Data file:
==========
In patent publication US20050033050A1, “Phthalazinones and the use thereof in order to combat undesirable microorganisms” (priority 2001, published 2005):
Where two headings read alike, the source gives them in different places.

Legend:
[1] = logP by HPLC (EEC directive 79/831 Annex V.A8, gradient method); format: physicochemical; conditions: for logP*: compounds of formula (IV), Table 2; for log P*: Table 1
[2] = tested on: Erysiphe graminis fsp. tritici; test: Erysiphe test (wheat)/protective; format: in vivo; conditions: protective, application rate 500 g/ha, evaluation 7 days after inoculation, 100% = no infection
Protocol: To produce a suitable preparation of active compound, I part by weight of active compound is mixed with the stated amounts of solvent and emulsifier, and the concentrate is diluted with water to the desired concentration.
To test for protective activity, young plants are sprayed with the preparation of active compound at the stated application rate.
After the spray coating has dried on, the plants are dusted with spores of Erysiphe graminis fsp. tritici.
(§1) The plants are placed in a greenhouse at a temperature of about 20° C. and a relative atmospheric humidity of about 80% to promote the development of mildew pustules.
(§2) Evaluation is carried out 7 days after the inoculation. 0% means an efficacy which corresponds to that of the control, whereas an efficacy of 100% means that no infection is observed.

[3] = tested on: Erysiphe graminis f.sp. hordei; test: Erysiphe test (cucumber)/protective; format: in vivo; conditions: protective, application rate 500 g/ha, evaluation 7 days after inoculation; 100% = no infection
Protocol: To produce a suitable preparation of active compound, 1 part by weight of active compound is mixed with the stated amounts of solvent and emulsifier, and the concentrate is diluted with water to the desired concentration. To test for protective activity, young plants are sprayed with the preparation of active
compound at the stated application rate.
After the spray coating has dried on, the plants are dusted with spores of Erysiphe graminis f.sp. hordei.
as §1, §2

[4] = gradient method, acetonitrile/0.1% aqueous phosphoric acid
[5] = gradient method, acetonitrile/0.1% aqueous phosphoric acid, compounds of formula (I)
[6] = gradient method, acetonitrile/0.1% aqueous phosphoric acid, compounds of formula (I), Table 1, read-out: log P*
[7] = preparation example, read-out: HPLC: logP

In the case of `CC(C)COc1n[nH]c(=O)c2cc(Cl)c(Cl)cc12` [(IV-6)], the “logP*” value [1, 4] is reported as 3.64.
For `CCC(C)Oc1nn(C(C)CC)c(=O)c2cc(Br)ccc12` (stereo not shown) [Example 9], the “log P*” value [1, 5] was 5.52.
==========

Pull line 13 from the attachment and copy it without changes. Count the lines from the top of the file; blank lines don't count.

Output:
compound at the stated application rate.